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Help ID this beautiful wood.....PLEASE!

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Forum topic by los posted 04-11-2013 11:12 AM 958 views 0 times favorited 13 replies Add to Favorites Watch
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los

49 posts in 2299 days


04-11-2013 11:12 AM

Hi Everyone!

I need some help identifying this wood. My local saw mill owner had this wood dropped off by a customer that thought it might be butternut. My saw mill guy has close to 30 years experience and he isnt sure what it is.

I attached a bunch of pictures of some of the wood that I have rough turned into bowl blanks and one of the bark. I think the bark is the part that is confusing everyone. Also the dark colors seem to be mineral stains running up the center of the tree(makes for some great color in the bowl blanks)

Any help would be great!

UPDATE – The tree was close to 3 feet in diameter and from eastern PA.

Los



13 replies so far

View WDHLT15's profile

WDHLT15

1213 posts in 1225 days


#1 posted 04-11-2013 11:46 AM

Magnolia.

-- Danny Located in Perry, GA. Forester. Wood-Mizer LT15 Sawmill. Nyle L53 Dehumidification Kiln. hamsleyhardwood.com

View CharlieM1958's profile

CharlieM1958

15801 posts in 2967 days


#2 posted 04-11-2013 01:11 PM

My first thought in response to WDHLT15’s suggestion of magnolia was that the bark looks nothing like the magnolia that grows in my neck of the woods. But then I found this photo of Southern Magnolia bark on the web, and I think it’s a pretty close match:

-- Charlie M. "Woodworking - patience = firewood"

View los's profile

los

49 posts in 2299 days


#3 posted 04-11-2013 07:13 PM

WDHLT15 & CharlieM1958,

Thanks for the replies! I spoke with my sawyer and he heard magnolia and sort of smiled and said that might be it…...something about its in the poplar family and makes sense.

I did some similar look ups on google and sure enough a lot of the pictures match up.

View richardwootton's profile

richardwootton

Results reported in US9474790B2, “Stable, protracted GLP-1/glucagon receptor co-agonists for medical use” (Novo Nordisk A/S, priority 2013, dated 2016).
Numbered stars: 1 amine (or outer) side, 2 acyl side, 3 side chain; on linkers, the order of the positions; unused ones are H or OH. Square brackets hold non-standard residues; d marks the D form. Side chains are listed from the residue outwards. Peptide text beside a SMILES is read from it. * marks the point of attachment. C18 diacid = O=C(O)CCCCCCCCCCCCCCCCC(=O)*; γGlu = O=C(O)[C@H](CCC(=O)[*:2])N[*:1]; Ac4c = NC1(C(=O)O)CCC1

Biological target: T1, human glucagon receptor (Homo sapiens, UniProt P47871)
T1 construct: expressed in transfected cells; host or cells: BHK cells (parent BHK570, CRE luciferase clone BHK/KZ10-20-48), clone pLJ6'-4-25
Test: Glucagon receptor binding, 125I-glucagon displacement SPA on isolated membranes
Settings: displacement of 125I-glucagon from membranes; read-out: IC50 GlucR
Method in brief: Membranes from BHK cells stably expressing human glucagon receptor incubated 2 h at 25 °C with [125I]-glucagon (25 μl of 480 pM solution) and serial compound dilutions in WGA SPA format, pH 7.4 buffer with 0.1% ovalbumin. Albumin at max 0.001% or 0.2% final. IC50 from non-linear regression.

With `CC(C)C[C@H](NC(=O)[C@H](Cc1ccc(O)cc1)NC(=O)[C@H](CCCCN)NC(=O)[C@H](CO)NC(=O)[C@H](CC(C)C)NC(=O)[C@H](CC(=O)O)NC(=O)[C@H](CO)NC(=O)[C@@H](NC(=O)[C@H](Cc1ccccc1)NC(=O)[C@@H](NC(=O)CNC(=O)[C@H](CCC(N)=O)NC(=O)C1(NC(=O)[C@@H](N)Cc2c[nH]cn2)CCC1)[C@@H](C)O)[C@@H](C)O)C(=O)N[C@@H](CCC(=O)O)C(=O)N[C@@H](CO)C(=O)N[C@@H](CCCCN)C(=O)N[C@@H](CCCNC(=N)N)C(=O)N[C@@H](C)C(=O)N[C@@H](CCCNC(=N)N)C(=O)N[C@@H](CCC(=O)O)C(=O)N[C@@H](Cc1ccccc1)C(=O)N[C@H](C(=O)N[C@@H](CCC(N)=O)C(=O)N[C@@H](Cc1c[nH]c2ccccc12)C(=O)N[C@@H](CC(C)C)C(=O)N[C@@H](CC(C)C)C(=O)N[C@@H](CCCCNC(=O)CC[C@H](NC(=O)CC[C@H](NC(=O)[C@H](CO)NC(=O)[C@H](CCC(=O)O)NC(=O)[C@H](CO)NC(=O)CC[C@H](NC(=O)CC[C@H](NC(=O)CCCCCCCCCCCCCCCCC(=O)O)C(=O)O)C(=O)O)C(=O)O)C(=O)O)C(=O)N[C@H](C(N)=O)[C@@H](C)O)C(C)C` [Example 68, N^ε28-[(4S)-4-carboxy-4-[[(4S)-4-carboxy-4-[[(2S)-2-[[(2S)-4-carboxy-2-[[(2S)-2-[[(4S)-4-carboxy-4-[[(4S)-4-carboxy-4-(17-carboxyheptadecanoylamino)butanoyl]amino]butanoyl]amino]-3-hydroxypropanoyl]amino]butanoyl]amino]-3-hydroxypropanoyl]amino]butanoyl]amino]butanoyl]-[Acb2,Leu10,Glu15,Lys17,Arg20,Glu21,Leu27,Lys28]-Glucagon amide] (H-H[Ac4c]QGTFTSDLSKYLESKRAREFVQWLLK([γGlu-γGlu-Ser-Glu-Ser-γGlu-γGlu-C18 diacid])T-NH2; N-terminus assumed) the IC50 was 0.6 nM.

1470 posts in 704 days


#4 posted 04-11-2013 07:49 PM

I didn’t realize the heart and sap wood had such a contrast in color. That looks really nice.

-- Richard, Hot Springs, Ar -- Galoot In Training

View los's profile

los

49 posts in 2299 days


#5 posted 04-11-2013 07:52 PM

richardwootton,

The sap wood is mineral stained…..its black,purple and dark blues. Its going to make some nice bowls for sure.

View WDHLT15's profile

WDHLT15

1213 posts in 1225 days


#6 posted 04-12-2013 02:02 AM

los,

Not to get too technical, but often magnolia has a double row of parenchyma cells that are put down at the very end of the growing season. It is called marginal parenchyma (parenchyma cells are living cells in wood that are not water conducting cells, but are rather used to store sugars). I can see the marginal parenchyma in the pics, just not sure that any are in double rows. Yellow poplar, also in the magnolia family, has only a single row of marginal parenchyma, and the heartwood is green, although it can have black and purple streaks in it too.

-- Danny Located in Perry, GA. Forester. Wood-Mizer LT15 Sawmill. Nyle L53 Dehumidification Kiln. hamsleyhardwood.com

View Dusty56's profile

Dusty56

11684 posts in 2437 days


#7 posted 04-12-2013 03:27 AM

My first thought was Poplar , but I’m not sure what the bark looks like. Time for some research and to learn something new today ! Thanks : )

-- I'm absolutely positive that I couldn't be more uncertain!

View Picklehead's profile

Picklehead

644 posts in 678 days


#8 posted 04-12-2013 12:59 PM

WDHLT15, are you sure about that?

HOLY CRAP! That’s some knowledge! (I do believe he is smarter than the tree)

-- You've got to be smarter than the tree.

View EPJartisan's profile

EPJartisan

1093 posts in 1874 days


#9 posted 04-12-2013 06:24 PM

I finished Hoadly’s book Identifying Wood. I got it last x-mas…. awesome info… I look at all the wood in my shop quite differently now. And I find myself scoping out microscopes now. Honestly if it was not for you WDHLT15.. there would be so few reasons to keep up my game since tree research is just a side hobby for me. It is relieving to see you post… I feel like… oooo there is someone else out there who cares to know this stuff!!! and then.. on man, I better not post any crap.. LOL